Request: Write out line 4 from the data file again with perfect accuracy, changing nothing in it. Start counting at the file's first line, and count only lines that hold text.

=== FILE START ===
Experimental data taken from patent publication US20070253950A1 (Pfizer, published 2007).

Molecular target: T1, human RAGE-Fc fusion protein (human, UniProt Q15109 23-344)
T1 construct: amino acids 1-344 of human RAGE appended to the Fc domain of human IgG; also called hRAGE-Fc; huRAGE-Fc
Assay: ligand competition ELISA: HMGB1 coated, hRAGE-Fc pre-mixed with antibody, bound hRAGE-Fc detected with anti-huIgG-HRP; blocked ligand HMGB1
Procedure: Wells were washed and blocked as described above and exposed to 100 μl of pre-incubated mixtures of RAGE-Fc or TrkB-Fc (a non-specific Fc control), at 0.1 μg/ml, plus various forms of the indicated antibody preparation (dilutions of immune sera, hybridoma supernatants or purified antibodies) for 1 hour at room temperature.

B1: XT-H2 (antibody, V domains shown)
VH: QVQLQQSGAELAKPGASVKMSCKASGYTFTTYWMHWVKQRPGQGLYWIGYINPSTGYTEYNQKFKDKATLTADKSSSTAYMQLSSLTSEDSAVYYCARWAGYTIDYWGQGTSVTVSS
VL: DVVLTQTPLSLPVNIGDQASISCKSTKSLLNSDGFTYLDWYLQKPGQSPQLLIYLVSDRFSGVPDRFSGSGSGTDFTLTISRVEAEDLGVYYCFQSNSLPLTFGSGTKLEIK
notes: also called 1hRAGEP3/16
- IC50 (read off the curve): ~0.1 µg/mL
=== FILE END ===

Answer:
Assay: ligand competition ELISA: HMGB1 coated, hRAGE-Fc pre-mixed with antibody, bound hRAGE-Fc detected with anti-huIgG-HRP; blocked ligand HMGB1